In 1937 he was elected to Congress and, in 1940–41, served as councillor of Caracas. In 1945, was involved in the coup d’état that brought Rómulo Betancourt and the “Revolutionary Government Junta” to power, in the period known as El Trienio Adeco. In the 1947 general election he ran for the presidency of the republic as the Acción Democrática candidate and won in what is generally believed to be the country’s first honest election. He took office in February 1948, but officers Carlos Delgado Chalbaud, Marcos Pérez Jiménez and Luis Felipe Llovera Páez, threw him out of office in November in the 1948 Venezuelan coup d’état. He took refuge first in Cuba and then in Mexico. From 1960 to 1963, he was Commissioner of the newly created Inter-American Commission on Human Rights (created on 18 August 1959), and he was also its first President (1960).

He was able to return to Venezuela in 1958. He was appointed a senator for life, awarded the National Literature Prize (1958, for La doncella), and elected to the Venezuelan Academy of the Language (the correspondent agency in Venezuela of the Spanish Royal Academy). He was nominated for the Nobel Prize in Literature in 1960, largely due to the efforts of Miguel Otero Silva, and gained widespread support in Latin America, but ultimately lost out to Saint-John Perse. The Rómulo Gallegos international novel prize was created in his honor in 1964, with the first award being made in 1967. Rómulo Gallegos Freire died in Caracas on 5 April 1969.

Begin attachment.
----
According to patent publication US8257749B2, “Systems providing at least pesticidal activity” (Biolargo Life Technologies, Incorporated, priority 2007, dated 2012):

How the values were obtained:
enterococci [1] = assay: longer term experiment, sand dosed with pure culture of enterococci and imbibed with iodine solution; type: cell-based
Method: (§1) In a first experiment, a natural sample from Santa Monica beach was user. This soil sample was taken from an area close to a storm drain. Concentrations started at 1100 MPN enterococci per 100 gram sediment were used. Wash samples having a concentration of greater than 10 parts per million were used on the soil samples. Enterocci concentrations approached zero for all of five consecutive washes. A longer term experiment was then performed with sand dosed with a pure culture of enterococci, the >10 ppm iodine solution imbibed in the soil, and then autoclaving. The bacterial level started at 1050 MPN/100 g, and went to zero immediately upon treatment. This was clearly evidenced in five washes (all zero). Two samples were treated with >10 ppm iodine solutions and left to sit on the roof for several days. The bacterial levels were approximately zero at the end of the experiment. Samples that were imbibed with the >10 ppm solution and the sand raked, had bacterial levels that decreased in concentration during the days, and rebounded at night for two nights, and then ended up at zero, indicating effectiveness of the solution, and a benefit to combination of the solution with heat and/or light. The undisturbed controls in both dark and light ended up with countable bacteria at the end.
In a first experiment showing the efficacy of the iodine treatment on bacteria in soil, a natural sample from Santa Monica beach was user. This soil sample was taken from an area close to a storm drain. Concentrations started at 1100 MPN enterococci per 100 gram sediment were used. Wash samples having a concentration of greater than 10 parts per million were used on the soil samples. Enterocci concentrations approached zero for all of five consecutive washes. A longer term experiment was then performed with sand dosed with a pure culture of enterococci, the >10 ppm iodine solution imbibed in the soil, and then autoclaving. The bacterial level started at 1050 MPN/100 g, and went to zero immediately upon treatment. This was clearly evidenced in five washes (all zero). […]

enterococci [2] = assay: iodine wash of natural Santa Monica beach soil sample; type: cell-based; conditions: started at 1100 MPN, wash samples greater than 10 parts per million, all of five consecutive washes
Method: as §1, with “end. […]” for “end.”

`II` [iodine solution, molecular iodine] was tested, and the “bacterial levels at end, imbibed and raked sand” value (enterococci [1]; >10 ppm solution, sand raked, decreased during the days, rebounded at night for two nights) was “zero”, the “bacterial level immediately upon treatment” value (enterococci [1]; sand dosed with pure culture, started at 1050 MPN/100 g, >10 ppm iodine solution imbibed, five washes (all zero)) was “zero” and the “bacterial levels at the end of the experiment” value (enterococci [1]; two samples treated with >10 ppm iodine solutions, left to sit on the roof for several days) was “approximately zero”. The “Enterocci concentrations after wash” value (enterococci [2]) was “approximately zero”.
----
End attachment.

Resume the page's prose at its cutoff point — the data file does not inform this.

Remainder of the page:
via

(Reblogged from collectivehistory-deactivated20)